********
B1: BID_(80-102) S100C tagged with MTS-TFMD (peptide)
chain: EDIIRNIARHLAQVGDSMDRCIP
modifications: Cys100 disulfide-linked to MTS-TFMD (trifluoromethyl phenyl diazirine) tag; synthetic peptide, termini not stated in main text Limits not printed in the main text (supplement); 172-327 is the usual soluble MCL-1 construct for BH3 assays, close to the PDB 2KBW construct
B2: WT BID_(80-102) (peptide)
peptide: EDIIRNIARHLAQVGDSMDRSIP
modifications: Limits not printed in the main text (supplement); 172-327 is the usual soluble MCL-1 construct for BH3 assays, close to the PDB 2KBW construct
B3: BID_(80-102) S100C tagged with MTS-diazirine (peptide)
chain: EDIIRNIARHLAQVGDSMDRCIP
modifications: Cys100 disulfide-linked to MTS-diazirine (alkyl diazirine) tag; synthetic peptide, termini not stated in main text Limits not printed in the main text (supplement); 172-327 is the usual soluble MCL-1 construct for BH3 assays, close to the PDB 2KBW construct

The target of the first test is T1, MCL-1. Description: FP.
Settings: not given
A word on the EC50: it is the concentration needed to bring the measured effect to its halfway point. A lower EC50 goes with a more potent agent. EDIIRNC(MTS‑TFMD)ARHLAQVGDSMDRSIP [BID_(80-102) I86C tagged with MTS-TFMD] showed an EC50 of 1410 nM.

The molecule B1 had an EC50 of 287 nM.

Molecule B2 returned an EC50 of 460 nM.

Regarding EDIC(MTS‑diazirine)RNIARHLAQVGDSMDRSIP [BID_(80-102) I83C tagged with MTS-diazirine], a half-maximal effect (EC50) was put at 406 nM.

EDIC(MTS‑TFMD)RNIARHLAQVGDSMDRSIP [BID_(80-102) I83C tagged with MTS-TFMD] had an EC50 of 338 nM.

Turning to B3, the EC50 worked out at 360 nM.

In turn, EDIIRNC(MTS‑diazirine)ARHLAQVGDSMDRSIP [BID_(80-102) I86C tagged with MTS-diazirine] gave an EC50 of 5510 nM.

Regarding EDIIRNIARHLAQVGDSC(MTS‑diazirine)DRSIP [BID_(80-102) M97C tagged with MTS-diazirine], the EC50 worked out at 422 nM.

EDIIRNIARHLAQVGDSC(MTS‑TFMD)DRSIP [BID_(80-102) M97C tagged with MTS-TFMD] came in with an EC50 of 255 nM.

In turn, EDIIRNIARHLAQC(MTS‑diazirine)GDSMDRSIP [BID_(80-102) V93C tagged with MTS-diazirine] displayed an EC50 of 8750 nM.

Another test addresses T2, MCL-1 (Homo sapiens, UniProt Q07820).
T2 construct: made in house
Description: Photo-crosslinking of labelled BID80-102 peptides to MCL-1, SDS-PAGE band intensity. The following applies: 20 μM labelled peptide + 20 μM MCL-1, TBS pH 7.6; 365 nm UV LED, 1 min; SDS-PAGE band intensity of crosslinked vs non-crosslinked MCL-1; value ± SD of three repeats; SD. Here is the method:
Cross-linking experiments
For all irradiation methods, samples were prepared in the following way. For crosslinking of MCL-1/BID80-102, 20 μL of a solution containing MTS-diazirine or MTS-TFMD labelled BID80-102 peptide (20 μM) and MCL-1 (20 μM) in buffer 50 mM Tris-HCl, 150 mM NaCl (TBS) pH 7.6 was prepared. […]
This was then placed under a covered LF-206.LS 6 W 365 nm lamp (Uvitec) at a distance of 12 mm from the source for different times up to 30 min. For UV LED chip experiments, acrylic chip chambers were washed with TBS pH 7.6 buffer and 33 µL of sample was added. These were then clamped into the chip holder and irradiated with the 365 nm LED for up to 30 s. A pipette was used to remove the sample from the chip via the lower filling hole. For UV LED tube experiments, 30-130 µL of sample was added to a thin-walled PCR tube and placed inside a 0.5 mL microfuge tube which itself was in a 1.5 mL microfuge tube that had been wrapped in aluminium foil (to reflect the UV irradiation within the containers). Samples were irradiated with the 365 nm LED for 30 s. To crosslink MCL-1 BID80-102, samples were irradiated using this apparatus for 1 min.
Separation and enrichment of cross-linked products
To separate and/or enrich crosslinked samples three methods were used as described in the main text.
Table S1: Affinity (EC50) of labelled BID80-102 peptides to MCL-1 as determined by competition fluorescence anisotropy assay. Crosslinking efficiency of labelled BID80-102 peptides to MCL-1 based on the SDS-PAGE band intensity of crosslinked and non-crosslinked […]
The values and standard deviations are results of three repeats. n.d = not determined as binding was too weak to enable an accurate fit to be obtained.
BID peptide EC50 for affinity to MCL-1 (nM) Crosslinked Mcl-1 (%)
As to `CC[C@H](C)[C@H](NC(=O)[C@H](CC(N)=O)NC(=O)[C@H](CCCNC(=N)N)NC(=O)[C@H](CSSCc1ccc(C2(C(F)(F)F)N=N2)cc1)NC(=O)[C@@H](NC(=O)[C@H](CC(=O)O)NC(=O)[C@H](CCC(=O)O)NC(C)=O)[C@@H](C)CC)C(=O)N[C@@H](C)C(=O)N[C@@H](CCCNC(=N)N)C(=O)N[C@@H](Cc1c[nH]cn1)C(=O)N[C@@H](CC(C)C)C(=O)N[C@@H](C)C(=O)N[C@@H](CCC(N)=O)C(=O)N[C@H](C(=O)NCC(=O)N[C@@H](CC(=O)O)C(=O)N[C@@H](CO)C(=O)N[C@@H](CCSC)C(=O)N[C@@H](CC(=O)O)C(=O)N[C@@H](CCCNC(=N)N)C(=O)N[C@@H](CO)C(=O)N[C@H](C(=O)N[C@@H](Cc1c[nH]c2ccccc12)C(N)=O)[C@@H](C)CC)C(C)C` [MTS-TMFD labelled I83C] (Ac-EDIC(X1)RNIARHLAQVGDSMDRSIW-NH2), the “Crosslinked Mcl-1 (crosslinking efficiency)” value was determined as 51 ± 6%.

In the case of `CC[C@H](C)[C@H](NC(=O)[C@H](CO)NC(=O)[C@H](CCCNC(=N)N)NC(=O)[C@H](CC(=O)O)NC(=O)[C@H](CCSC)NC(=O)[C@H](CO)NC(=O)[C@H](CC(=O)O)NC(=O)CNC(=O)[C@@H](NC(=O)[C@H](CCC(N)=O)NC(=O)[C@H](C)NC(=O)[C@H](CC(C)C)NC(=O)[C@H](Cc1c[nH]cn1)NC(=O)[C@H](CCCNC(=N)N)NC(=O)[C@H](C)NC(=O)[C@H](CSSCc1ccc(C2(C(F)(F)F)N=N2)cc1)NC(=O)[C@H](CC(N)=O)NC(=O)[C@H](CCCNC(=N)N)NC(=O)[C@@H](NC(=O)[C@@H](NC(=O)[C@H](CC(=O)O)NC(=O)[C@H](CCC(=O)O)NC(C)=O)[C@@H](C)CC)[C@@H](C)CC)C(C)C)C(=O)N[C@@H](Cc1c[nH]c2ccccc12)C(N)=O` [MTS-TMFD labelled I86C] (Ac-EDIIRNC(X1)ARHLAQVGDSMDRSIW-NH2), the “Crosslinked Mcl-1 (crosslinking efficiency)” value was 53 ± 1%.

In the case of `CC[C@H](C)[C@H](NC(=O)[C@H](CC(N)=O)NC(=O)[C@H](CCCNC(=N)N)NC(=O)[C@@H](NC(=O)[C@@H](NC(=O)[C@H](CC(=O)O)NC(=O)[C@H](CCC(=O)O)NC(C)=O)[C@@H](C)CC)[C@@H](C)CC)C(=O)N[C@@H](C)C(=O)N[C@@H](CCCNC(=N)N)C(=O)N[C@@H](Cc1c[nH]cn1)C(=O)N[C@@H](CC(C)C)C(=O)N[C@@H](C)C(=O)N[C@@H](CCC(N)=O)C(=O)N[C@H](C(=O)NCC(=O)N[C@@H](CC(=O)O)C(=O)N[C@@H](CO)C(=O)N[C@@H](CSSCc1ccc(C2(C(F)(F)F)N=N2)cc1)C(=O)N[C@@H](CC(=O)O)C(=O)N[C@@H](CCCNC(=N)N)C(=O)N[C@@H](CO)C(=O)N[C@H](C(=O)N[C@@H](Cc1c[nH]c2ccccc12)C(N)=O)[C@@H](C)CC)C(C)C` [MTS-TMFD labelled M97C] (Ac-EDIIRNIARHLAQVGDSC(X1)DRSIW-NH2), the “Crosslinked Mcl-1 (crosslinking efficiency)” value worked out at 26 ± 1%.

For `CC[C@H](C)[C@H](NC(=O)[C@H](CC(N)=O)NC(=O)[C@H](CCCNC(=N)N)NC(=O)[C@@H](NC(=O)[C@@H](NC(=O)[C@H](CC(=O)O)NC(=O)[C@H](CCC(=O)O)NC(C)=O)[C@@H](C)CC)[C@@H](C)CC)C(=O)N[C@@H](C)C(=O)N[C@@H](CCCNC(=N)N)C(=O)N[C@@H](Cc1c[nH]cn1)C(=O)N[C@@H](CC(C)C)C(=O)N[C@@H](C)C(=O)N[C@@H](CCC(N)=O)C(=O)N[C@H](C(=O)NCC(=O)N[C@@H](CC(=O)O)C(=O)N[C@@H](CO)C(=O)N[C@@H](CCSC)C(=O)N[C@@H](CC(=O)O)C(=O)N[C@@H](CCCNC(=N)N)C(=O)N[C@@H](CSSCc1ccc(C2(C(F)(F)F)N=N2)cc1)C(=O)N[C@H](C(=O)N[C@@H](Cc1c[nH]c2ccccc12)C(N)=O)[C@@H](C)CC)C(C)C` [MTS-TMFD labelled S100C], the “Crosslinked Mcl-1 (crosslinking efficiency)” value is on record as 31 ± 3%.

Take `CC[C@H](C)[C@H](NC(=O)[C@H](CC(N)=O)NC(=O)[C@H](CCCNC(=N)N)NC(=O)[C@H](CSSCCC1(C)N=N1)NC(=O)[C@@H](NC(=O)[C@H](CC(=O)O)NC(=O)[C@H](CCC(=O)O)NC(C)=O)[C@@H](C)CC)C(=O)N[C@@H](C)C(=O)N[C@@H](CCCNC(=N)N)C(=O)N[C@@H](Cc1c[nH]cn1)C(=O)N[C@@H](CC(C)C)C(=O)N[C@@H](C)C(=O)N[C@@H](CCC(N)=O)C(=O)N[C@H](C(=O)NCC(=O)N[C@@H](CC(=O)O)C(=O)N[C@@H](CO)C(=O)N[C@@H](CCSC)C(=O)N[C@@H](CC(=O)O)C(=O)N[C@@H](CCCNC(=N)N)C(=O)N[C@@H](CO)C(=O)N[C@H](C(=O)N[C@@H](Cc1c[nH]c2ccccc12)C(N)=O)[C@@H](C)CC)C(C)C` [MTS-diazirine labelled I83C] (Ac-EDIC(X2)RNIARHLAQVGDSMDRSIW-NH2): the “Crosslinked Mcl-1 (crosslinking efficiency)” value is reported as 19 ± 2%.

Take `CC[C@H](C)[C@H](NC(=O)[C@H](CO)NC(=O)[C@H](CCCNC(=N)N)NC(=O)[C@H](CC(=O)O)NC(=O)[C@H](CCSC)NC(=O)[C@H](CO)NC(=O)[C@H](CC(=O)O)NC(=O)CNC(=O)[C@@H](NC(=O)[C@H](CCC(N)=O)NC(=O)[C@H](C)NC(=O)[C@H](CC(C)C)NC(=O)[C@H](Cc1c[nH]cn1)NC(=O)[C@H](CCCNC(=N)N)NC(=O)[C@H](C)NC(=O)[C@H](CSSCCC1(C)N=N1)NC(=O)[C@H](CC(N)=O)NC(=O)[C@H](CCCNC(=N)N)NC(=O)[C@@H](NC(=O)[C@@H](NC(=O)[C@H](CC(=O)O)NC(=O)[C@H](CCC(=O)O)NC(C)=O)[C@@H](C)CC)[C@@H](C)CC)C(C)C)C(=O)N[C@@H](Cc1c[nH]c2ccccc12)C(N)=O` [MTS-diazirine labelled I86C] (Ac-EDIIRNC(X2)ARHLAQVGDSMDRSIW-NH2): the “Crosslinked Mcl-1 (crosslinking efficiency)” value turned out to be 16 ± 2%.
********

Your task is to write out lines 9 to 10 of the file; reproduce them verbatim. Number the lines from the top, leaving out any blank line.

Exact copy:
modifications: Cys100 disulfide-linked to MTS-diazirine (alkyl diazirine) tag; synthetic peptide, termini not stated in main text Limits not printed in the main text (supplement); 172-327 is the usual soluble MCL-1 construct for BH3 assays, close to the PDB 2KBW construct

The target of the first test is T1, MCL-1. Description: FP.